(Published on Wednesday, November 25, 2015, in The Daily Citizen, Dalton, GA.)
Recycle & Reuse: Choosing Things That 'Spark Joy'
Earlier this year I heard about the book, The Life-Changing Magic of Tidying Up: The Japanese Art of Decluttering and Organizing. It’s a New York Times best-selling guide to decluttering your home from Japanese cleaning consultant Marie Kondo takes readers step-by-step through her revolutionary KonMari Method for simplifying, organizing, and storing. “With detailed guidance for determining which items in your house “spark joy” (and which don’t), this international bestseller featuring Tokyo’s newest lifestyle phenomenon will help you clear your clutter and enjoy the unique magic of a tidy home - and the calm, motivated mindset it can inspire.”
While I was curious about it I had just gone thru and cleaned out my wardrobe with the Project 333 method. Decluttering even more just didn’t seem necessary at the time. However, as the year comes to an end I am reminded of New Year’s resolutions and that desire to start fresh for 2016. After seeing the dramatic results of several before and after photos of closets, dresser drawers, and homes that have been “KonMari-ed” I knew that I had to share with you some of the basic principals in the book.
Initially, the method may seem more appropriate for minimalists, since discarding things is one of the first steps. But, the goal is to have an organized living space where everything has a designated space, therefore clearing clutter from your home permanently. The things you actually keep should be those that “spark joy” or give you a good feeling when you see them or use them. Like, that pair of jeans hanging in your closet that is two sizes too small that are waiting for the day when you might be able to lose weight and wear them again definitely does not give you joy. More likely they cause you to feel guilty, self-conscious, or even like a failure when you see them. Kondo’s solution - get rid of them.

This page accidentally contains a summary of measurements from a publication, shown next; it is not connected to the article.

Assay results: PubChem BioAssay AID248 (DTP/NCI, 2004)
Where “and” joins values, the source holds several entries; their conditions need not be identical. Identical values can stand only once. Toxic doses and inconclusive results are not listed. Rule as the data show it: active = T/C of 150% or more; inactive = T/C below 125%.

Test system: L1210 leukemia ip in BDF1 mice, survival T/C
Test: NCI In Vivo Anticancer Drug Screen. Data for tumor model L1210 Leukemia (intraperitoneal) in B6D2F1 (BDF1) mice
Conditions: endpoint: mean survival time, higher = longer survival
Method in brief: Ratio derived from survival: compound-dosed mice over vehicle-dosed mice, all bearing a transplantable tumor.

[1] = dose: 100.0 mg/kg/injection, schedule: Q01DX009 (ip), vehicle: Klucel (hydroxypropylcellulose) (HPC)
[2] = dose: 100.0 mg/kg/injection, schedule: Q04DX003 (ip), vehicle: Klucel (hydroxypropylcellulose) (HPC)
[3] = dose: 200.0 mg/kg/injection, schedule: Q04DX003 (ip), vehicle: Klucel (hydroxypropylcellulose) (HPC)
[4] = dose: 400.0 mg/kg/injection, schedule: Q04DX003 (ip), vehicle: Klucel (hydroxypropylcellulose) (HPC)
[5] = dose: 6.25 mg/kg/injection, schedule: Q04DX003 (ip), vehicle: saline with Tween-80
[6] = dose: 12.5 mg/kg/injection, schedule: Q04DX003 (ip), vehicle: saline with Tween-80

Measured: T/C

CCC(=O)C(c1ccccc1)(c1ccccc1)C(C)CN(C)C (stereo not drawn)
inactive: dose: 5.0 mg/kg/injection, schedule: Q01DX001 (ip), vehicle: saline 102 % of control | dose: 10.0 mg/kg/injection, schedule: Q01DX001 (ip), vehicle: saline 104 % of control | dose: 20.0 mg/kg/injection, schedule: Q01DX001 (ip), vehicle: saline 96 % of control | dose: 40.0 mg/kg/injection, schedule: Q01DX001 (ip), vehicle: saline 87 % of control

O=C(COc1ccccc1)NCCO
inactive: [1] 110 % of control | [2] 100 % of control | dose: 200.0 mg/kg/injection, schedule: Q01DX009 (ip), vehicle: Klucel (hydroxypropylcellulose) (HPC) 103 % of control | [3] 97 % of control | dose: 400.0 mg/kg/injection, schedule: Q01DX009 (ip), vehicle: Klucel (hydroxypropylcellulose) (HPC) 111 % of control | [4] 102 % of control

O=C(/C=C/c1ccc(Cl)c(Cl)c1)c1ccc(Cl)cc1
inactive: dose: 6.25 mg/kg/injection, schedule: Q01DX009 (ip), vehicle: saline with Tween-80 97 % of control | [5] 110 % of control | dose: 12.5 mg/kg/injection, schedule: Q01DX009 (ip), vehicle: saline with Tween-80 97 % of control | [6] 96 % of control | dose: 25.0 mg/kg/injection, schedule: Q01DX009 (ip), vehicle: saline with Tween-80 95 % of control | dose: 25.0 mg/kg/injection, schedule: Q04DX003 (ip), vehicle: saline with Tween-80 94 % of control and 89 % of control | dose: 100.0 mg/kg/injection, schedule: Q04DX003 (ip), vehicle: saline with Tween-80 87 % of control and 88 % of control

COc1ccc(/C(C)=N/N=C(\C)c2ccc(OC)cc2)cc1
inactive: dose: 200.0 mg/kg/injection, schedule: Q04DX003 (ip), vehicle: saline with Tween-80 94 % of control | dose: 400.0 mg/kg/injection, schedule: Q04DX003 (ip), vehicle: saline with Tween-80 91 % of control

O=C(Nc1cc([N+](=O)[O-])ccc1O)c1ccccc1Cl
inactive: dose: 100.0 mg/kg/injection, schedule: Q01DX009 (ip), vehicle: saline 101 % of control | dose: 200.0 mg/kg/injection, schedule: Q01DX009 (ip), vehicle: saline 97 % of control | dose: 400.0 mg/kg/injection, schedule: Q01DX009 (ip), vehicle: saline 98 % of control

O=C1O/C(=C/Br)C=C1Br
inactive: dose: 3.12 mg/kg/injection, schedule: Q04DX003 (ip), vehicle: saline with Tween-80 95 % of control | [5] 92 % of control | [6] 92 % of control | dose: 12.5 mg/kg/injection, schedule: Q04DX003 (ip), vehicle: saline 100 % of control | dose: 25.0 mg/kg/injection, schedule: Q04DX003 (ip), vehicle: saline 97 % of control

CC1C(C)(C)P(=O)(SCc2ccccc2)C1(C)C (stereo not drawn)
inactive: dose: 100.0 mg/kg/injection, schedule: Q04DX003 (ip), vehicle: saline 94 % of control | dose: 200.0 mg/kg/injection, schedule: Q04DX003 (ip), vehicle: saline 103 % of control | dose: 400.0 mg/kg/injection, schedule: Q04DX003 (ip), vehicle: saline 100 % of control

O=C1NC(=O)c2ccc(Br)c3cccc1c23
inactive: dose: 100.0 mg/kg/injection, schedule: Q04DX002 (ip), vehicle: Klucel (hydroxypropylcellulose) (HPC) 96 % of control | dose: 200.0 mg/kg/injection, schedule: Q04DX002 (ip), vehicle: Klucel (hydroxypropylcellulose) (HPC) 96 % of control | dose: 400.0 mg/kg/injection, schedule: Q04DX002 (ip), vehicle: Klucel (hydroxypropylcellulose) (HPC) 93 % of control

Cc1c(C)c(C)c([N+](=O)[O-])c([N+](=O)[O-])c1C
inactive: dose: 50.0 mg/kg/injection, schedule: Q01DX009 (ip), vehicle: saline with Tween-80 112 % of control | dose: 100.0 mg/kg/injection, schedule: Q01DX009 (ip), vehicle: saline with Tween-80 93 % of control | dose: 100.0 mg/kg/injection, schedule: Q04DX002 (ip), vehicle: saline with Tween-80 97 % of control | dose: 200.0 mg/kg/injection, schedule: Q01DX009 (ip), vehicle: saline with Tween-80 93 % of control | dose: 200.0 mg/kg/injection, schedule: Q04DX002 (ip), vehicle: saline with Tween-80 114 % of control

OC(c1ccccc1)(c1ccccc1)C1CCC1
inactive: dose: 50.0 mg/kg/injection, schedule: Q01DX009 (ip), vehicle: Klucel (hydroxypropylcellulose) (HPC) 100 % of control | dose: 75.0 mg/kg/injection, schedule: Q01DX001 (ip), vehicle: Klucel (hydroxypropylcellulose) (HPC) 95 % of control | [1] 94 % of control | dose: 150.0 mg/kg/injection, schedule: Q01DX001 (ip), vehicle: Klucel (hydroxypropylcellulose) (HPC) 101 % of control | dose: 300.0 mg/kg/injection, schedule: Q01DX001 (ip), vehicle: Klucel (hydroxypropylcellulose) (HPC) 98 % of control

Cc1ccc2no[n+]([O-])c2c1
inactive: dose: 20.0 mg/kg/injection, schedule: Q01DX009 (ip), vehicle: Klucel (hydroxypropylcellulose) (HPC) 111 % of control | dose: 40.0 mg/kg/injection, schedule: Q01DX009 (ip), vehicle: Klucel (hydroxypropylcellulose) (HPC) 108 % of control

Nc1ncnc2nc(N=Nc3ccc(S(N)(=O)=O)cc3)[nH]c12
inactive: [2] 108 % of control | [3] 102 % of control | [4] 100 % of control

It’s important to note that the KonMari method does not have readers tidy by room, but rather by categories of items. The first step is to tidy all clothing, then books, documents, miscellaneous items, and last of all mementos. To tidy each category, you have to put all of the items in one place. For example, take all of your clothing out of the closet, drawers, and anywhere else in the home and put them all in one place like on the bed or an open space on the floor. When you do this you’ll see what you actually have, perhaps much more than you thought.
The next step is to discard items by holding each one and asking yourself if that item sparks joy. If it doesn’t set it aside to be donated so that someone else may find joy in using it. Consider selling some items if you have spare time. Of course, if a particular item is in bad shape, throw it away in the proper place. Don’t forget that some items like books and documents can be recycled too. Oh, and it you’re telling yourself that you’ll use an item “someday” Kondo says that day never comes. It’s best to let go of things you are not using so someone else can use them instead.
When you finish the process of discarding all at once, intensely and completely, it’s time to put the remaining items in their designated space. Because you’ve discarded several items there will be more room for the items you’ve decided to keep. Kondo recommends storing items in order by type, such as all t-shirts first, then pants, then dresses, and so on. Also, it’s helpful to store all items of one type together, like all books in the same place, to avoid having them scattered throughout the home and creating clutter.
Decide where things belong and when you’re done using them, put them there. Once you have a place for everything and your space is tidy, keeping it that way becomes second nature. There’ll no longer be the need to declutter because everything will be tidy every day. Kondo also recommends not purchasing new storage containers because you probably already have enough storage space at home in the form of empty drawers, shelves, baskets, and even shoe boxes. Keep your storage as simple as possible so you can easily see what you own.
Another highlight from the book is the folding techniques to help store clothing vertically to save space in drawers and to reduce wrinkles. The second book by Kondo, Spark Joy: An Illustrated Master Class on the Art of Organizing and Tidying Up, which includes step-by-step folding illustrations for everything from shirts to socks, plus drawings of perfectly organized drawers and closets, will be released in January. With this fresh take on keeping tidy, I know what I’ll be doing this Christmas break.
Liz Swafford is the Recycling and Education Program Coordinator for the Dalton-Whitfield Solid Waste Authority. Have questions about recycling in Whitfield County? Call 706-278-5001, or e-mail email@example.com.